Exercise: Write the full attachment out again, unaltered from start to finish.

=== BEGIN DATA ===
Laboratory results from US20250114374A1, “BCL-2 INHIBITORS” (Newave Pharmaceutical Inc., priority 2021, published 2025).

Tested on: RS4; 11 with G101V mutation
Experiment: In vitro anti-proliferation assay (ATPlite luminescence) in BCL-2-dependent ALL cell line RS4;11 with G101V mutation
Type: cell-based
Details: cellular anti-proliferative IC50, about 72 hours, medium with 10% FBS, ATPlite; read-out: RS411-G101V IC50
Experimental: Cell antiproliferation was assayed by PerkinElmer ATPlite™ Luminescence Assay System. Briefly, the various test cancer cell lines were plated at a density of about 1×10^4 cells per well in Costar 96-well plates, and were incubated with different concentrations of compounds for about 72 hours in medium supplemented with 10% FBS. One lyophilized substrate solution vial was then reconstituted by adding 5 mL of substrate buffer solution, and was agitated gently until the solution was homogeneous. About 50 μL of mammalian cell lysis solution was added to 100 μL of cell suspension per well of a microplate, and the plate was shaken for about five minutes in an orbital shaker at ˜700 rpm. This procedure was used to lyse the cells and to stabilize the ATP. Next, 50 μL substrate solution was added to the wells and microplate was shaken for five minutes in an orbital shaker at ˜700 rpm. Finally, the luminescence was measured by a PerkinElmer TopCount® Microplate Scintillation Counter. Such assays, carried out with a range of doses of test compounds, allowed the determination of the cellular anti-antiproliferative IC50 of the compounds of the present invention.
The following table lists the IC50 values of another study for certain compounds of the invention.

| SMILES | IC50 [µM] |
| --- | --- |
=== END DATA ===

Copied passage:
Laboratory results from US20250114374A1, “BCL-2 INHIBITORS” (Newave Pharmaceutical Inc., priority 2021, published 2025).

Tested on: RS4; 11 with G101V mutation
Experiment: In vitro anti-proliferation assay (ATPlite luminescence) in BCL-2-dependent ALL cell line RS4;11 with G101V mutation
Type: cell-based
Details: cellular anti-proliferative IC50, about 72 hours, medium with 10% FBS, ATPlite; read-out: RS411-G101V IC50
Experimental: Cell antiproliferation was assayed by PerkinElmer ATPlite™ Luminescence Assay System. Briefly, the various test cancer cell lines were plated at a density of about 1×10^4 cells per well in Costar 96-well plates, and were incubated with different concentrations of compounds for about 72 hours in medium supplemented with 10% FBS. One lyophilized substrate solution vial was then reconstituted by adding 5 mL of substrate buffer solution, and was agitated gently until the solution was homogeneous. About 50 μL of mammalian cell lysis solution was added to 100 μL of cell suspension per well of a microplate, and the plate was shaken for about five minutes in an orbital shaker at ˜700 rpm. This procedure was used to lyse the cells and to stabilize the ATP. Next, 50 μL substrate solution was added to the wells and microplate was shaken for five minutes in an orbital shaker at ˜700 rpm. Finally, the luminescence was measured by a PerkinElmer TopCount® Microplate Scintillation Counter. Such assays, carried out with a range of doses of test compounds, allowed the determination of the cellular anti-antiproliferative IC50 of the compounds of the present invention.
The following table lists the IC50 values of another study for certain compounds of the invention.

| SMILES | IC50 [µM] |
| --- | --- |